^{3}, yields a nanocrystal core size in the range of 11 nm, consistent with the TEM analysis. MRX measurements on particles in a liquid carrier medium (deionized water in this case) as well as in a solid matrix confirm that Néel relaxation dominates in this particle system. Analysis by DLS resulted in a hydrodynamic diameter of 91 nm (Z-average size) indicating that some agglomeration of the coated particles had taken place, although an overestimation in DLS size due to intensity weighted statistics being dominated by a few large particles cannot be ruled out, since the obtained size distributions from the TEM images are number weighted. As a comparison, we can transform the DLS Z-average size to a particle number weighed size distribution and obtain a mean particle size of 54 nm. As seen in Figure 4, this particle system, with a nanocrystal size of 11 nm, shall undergo Néel relaxation. This is in agreement with the results of the ACS analysis.

**Figure 5.**(

**a**) AC (dynamical) susceptibility vs. frequency at room temperature of a magnetic single-core particle system (CSIC01) that shows Néel relaxation (particles dispersed in water). The solid line in the figure is from the fitting procedure to the single-core model; (

**b**) TEM image of the particle system.

#### 2.2. Single-Core Particle System with Brownian Relaxation

**Figure 6.**(

**a**) AC susceptibility vs. frequency at room temperature of a magnetic single-core particle system (CSIC04) that shows Brownian relaxation (particles dispersed in water). The solid line in the figure is from the fitting procedure to the single-core model; (

**b**) TEM image of the particle system.

**Figure 7.**MRX (magnetorelaxometry) data at room temperature of a magnetic single-core particle system (CSIC04) that shows Brownian relaxation when particles are suspended in liquid (in red), and long Néel relaxation when the particles are immobilized (in blue).

#### 2.3. Multi-Core Particle System with Néel Relaxation

**Figure 8.**(

**a**) AC susceptibility vs. frequency at room temperature of a magnetic multi-core particle system (SP02) that shows fast Néel relaxation; (

**b**) TEM image of the particle system.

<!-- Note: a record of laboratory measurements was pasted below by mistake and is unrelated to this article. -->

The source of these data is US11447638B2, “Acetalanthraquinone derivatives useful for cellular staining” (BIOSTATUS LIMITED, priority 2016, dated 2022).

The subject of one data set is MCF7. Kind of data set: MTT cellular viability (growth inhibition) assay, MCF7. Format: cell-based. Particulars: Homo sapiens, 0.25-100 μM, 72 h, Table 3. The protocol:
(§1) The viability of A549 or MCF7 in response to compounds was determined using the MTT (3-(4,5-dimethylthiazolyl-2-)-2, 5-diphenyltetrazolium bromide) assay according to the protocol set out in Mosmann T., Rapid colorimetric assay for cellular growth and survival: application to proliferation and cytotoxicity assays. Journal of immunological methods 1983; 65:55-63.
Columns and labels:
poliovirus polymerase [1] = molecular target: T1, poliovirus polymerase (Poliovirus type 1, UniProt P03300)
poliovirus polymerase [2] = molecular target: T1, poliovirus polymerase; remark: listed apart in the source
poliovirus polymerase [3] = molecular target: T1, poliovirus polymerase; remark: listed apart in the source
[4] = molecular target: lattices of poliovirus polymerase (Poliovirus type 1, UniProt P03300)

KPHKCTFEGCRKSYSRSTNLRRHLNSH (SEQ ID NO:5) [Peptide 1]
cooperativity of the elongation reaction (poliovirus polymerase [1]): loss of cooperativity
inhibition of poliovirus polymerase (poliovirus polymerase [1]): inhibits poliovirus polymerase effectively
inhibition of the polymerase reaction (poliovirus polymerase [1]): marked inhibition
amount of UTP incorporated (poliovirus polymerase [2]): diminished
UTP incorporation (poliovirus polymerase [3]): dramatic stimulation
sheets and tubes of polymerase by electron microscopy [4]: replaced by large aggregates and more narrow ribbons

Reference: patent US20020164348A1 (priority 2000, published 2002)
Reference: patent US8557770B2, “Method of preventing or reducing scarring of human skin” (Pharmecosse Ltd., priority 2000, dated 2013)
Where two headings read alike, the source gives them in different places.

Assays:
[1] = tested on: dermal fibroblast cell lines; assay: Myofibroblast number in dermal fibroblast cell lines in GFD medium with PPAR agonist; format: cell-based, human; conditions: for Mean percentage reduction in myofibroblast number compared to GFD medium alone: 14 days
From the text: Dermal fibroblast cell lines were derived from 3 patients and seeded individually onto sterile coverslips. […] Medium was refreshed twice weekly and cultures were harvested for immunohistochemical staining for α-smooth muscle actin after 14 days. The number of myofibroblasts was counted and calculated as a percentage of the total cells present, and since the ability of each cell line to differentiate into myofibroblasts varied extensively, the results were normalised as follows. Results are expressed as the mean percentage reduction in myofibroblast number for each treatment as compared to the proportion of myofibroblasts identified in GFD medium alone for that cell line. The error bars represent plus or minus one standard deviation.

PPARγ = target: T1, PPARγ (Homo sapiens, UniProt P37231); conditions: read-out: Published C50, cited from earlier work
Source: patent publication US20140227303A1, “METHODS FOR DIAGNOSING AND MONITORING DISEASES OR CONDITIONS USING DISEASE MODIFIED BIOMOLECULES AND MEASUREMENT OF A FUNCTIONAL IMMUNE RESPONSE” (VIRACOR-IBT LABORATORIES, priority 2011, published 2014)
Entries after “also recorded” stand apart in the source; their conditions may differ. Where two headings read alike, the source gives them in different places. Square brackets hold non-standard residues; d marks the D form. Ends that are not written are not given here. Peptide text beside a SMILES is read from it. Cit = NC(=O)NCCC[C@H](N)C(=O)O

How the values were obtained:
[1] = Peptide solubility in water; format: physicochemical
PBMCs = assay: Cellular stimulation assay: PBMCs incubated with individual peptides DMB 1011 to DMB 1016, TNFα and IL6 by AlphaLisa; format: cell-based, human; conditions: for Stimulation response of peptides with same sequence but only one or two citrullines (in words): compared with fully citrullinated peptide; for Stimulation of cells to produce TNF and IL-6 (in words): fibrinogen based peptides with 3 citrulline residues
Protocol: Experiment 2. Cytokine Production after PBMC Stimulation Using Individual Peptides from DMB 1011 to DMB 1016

#### 2.4. Multi-Core Particle System with Brownian Relaxation

**Figure 9.**(

**a**) AC susceptibility vs. frequency at room temperature of a magnetic multi-core particle system (CSIC05) that shows Brownian relaxation with a relaxation frequency at about 300 Hz. The solid line in the figure is from the fitting procedure to the multi-core model; (

**b**) TEM image of the particle system.

**Figure 10.**MRX data at room temperature of a magnetic multi-core particle system (CSIC05) that shows Brownian relaxation when particles are suspended in liquid (in red), and long Néel relaxation when the particles are immobilized (in blue).

#### 2.5. Mixed Particle Systems

**Figure 11.**(

**a**) AC susceptibility vs. frequency at room temperature of a magnetic nanoparticle system (NPG3311) that exhibits a mixture of Brownian and Néel relaxation. The solid line in the figure is from the fitting procedure to the extended multi-core model; (

**b**) TEM image of the particle system. Nanocrystals not belonging to a multi-core structure (e.g., upper right in image) are likely to give the Néel response signal.

## 3. Experimental Section

_{2}O

_{3}) in acid media. These particles were dextran coated under high pressure homogenization (HPH) conditions and magnetically fractionated to obtain CSIC04 and CSIC05. Sample NPG3311 is a suspension of citrate-coated multi-core particles synthesized by aqueous co-precipitation of Fe(II) and Fe(III). SP02 sample consists of magnetic nanoparticles encapsulated in solid polymer spheres dispersed in water. It was prepared by a controlled precipitation process of the polymer that traps the nanoparticles in emulsion droplets by solvent evaporation.

## 4. Conclusions

- Identify analysis and characterization methods that can be used to standardize measurements of magnetic nanoparticles.
- Provide valuable tools in the manufacturing process of magnetic nanoparticles and when comparing results from different labs.
- Promote the standardization techniques for both research and industrial processes.
- Provide new metrological standards for magnetic nanoparticles.

- Correlate magnetic and structural properties of magnetic nanoparticles.
- Develop new analysis methods and models for magnetic nanoparticles.
- Improve the ability to follow the whole life cycle of magnetic nanoparticle systems from synthesis stage to specific applications.

## Acknowledgments

## Author Contributions

## Conflicts of Interest

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**MDPI and ACS Style**

Bogren, S.; Fornara, A.; Ludwig, F.; Del Puerto Morales, M.; Steinhoff, U.; Hansen, M.F.; Kazakova, O.; Johansson, C.
Classification of Magnetic Nanoparticle Systems—Synthesis, Standardization and Analysis Methods in the NanoMag Project. *Int. J. Mol. Sci.* **2015**, *16*, 20308-20325.
https://doi.org/10.3390/ijms160920308

**AMA Style**

Bogren S, Fornara A, Ludwig F, Del Puerto Morales M, Steinhoff U, Hansen MF, Kazakova O, Johansson C.
Classification of Magnetic Nanoparticle Systems—Synthesis, Standardization and Analysis Methods in the NanoMag Project. *International Journal of Molecular Sciences*. 2015; 16(9):20308-20325.
https://doi.org/10.3390/ijms160920308

**Chicago/Turabian Style**

Bogren, Sara, Andrea Fornara, Frank Ludwig, Maria Del Puerto Morales, Uwe Steinhoff, Mikkel Fougt Hansen, Olga Kazakova, and Christer Johansson.
2015. "Classification of Magnetic Nanoparticle Systems—Synthesis, Standardization and Analysis Methods in the NanoMag Project" *International Journal of Molecular Sciences* 16, no. 9: 20308-20325.
https://doi.org/10.3390/ijms160920308